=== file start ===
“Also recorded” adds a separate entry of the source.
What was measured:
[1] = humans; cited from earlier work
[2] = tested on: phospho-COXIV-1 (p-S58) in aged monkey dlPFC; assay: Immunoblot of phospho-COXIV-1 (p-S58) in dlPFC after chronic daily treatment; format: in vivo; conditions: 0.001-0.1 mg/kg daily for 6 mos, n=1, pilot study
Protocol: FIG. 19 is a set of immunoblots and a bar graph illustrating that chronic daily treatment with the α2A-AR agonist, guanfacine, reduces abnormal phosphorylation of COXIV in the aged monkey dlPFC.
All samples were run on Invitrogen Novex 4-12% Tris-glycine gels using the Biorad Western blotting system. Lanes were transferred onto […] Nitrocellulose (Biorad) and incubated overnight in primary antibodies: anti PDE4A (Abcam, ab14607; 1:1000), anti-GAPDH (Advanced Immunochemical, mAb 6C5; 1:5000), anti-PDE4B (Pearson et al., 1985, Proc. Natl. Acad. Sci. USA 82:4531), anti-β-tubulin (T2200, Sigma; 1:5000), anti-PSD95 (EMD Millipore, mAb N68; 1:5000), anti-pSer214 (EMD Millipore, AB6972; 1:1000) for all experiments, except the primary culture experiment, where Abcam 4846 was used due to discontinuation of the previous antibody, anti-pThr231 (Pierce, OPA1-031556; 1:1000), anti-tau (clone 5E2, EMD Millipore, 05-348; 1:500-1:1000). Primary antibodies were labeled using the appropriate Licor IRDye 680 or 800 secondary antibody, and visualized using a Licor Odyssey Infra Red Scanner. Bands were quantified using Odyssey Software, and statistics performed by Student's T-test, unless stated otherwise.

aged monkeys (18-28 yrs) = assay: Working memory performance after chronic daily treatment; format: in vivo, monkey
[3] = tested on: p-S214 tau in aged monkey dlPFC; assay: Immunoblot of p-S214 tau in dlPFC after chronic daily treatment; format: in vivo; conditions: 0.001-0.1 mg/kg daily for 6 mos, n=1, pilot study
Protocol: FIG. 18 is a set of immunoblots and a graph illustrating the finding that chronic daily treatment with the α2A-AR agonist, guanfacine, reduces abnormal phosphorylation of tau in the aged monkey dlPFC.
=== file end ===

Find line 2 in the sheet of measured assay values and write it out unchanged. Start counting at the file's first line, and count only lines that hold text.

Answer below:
What was measured: